A True Story of Tragedy and Reconciliation
By Julie Salamon
On the morning of Feb. 22, 1978, a Brooklyn lawyer and devoted family man named Bob Rowe took a baseball bat and killed his three children. Afterward he calmly called his wife, Mary, at work, and urged her to come home early. When Mary arrived, excited and curious, her husband of almost 25 years told her to close her eyes because the children had a surprise. Then he bludgeoned her to death too.
Got your attention? Facing the Wind
will keep it, but this grim, gripping story is far more than just a sensational murder case. Salamon, author of the bestselling Hollywood exposé The Devil's Candy, finds deep complexity in Rowe's life both before and after that awful day. Declared not guilty by reason of insanity, Rowe, by all accounts a charming, kind man with no previous history of violence, ended up serving just 2½ years in a psychiatric facility. Salamon uses that turn of events to explore the nature of sanity, responsibility and redemption. Did the pressures of caring for the Rowes' middle child, a blind and severely brain-damaged boy, cause Bob to snap? Could anyone have foreseen the tragedy and stopped him? Is it fair that a man can rebuild his life—Rowe ultimately remarried, had another child and died of cancer in 1997—after so viciously violating the social contract? What are the limits of forgiveness?
Salamon, who spent years interviewing the Rowes' fellow members of a group of parents of blind children, also offers a rare, fascinating look at the daily lives of the men and women least inclined to forgive Bob Rowe—parents raising handicapped children.(Random House, $24.95)
Bottom Line: Thought-provoking tale of crime and punishment
By Anita Shreve
Book of the week
Read the first 50 pages of this poignant new novel by Anita Shreve (The Pilot's Wife
, Fortune's Rocks
) and you might mistake it for a romance—but it's a mystery, and one so astonishingly well-constructed that when you're finished you'll want to reread it at once.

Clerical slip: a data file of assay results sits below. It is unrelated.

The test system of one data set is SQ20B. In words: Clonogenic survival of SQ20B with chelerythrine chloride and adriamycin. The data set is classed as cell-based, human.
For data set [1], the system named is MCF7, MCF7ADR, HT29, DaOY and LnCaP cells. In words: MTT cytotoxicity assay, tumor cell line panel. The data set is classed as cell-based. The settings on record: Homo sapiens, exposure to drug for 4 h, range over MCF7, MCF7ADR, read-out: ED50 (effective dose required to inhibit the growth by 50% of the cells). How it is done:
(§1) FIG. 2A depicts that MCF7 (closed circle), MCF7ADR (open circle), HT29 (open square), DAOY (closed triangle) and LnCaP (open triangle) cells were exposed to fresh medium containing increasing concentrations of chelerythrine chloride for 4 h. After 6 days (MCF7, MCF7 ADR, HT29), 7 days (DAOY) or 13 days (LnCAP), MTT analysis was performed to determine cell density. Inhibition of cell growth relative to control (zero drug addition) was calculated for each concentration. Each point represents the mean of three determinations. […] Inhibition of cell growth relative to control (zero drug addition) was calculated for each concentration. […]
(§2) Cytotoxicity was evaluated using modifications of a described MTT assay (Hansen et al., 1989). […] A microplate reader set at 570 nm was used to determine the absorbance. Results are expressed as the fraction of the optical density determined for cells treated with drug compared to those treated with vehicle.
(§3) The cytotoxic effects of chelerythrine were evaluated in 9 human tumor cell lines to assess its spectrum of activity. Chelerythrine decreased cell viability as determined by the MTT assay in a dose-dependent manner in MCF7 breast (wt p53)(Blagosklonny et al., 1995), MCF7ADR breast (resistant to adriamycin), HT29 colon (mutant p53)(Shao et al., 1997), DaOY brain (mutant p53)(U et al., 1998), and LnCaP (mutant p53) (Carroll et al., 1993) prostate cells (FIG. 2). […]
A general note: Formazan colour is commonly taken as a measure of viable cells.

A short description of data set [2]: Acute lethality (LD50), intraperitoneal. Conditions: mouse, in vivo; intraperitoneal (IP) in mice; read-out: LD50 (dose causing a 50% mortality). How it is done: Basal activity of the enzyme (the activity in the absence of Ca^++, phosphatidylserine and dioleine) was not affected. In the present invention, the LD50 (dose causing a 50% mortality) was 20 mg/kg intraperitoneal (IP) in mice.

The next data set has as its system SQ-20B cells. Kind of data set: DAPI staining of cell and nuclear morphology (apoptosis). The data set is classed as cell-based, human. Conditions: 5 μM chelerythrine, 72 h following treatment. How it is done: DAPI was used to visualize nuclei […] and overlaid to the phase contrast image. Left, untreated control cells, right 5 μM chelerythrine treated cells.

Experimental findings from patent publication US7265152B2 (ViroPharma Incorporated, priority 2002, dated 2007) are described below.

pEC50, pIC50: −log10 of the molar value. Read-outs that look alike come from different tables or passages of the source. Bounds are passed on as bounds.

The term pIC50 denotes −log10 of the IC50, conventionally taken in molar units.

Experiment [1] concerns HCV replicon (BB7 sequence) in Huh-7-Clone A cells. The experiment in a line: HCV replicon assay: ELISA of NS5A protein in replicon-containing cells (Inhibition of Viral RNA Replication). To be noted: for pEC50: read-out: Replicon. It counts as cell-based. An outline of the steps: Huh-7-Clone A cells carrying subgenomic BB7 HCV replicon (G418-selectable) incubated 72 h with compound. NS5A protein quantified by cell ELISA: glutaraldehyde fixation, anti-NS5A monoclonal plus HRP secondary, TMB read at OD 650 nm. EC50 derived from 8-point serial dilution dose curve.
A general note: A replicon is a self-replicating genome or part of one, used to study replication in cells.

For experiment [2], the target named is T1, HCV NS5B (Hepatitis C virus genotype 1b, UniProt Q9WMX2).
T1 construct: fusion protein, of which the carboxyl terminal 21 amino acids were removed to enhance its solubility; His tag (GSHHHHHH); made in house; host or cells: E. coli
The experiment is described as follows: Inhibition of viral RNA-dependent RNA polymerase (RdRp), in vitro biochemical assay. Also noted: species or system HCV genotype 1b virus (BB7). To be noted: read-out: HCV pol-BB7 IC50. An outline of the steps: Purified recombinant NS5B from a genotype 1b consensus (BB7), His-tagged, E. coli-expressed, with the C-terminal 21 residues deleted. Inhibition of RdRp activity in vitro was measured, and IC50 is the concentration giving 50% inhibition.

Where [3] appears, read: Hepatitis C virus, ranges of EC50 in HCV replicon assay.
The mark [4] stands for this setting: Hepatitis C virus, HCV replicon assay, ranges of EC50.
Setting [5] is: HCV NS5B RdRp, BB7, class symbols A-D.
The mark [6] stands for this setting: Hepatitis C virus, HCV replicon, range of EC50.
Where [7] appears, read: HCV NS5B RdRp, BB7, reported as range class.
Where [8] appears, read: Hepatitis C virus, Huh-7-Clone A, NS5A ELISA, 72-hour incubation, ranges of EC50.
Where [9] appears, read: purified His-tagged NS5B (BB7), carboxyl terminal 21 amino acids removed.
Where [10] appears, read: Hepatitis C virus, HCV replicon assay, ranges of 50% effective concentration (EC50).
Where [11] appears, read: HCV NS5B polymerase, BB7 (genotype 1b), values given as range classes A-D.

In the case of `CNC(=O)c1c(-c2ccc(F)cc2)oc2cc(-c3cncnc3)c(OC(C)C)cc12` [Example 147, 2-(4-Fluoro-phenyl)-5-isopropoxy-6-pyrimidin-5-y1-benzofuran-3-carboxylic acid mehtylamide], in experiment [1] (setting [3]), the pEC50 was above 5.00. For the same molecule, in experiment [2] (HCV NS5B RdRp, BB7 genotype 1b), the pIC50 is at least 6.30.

Poets Linda Fallon and Thomas Janes, ex-lovers with a turbulent past, reconnect at a book signing. The details are vague, but it looks like a happy ending is in order. Then Shreve jumps back 26 years to Kenya, where Linda and Thomas, both married to others, rekindle a high school affair. The mood turns darker, filled with despair. But many questions are unanswered when the action shifts again, to when Linda and Thomas are 17 and there has been a devastating car accident. The final secret isn't revealed until the last page. (Little, Brown, $24.95)
Bottom Line: Sixth Sense-ational
A Journey by Land Through the Five Books of Moses
By Bruce Feiler
Is the Bible your spiritual guide? How about making it your guidebook as well? In an entertaining trek across the fabled lands of the Old Testament, Feiler and his human guide, a venerable Israeli archaeologist, set out to find such spots as the landing site of Noah's Ark, the ruins of Sodom and Gomorrah and the exact place where the Israelites crossed the Red Sea on their way out of Egypt. Beginning with the idea that "this is not about me and God," the author is soon drawn into a larger quest: "By [the desert's] sheer demands, it asks a simple question: 'What is in your heart?' Or, put another way, 'In what do you believe?' "
Feiler is helped on his way by a cast of disparate and fascinating characters. There's the mysterious Turk who calls himself Parachute and claims to have found the ark. There's Fawaz Abu Tayeh, King Hussein's former head of royal protocol, whose initial reserve evaporates in his and Feiler's shared love of the desert. And from that barren land Feiler emerges, like those whose paths he traced, renewed and transported. (Morrow, $26)
Bottom Line: An inspirational oasis
By Kristin Hannah
Ruby Bridge, a struggling stand-up comic, has never been able to forgive her estranged mother, Nora, a celebrated radio show host, for abandoning her as a teen. After her mother is caught in a scandal and Ruby is offered $50,000 to write a dishy book on her, Ruby is jolted when Nora is badly injured in a car accident. So daughter volunteers to care for mother at the family's summer home on an island off the coast of Washington state.
Both women set to unpacking their anger, pride and resentment, which they promptly hurl at each other. But bitterness slowly gives way to forgiveness as Nora opens up to Ruby. Many a daughter will see something of herself in Ruby, who despite scorning her mother's advice is bombarded with instructions on how to cook, clean and choose a cereal. But as the pair begin to appreciate each other, their story goes from sour to sweet without turning saccharine. (Crown, $21)
Bottom Line: Tempestuous mother-and-child reunion
Clare Boylan This novel concerns an ordinary couple—married for 50 years—whose lives are wrenched out of shape when the husband suddenly becomes manic-depressive. (Counterpoint, $24)
A GIRL NAMED ZIPPY
Haven Kimmel Nicknamed for her tendency to bolt around the house, Zippy is a spunky little girl trying to puzzle through the adult world (otherwise known as 1960s Mooreland, Ind.) in this gentle memoir. (Doubleday, $21.95)
Han Ong The Philippine-born author's satiric novel skewers the so-called Beautiful People in New York City
with laser-sharp accuracy. (Farrar, Straus and Giroux, $25)
- Kim Hubbard,
- Erica Sanders,
- Amy Waldman,
- Jennifer Wulff.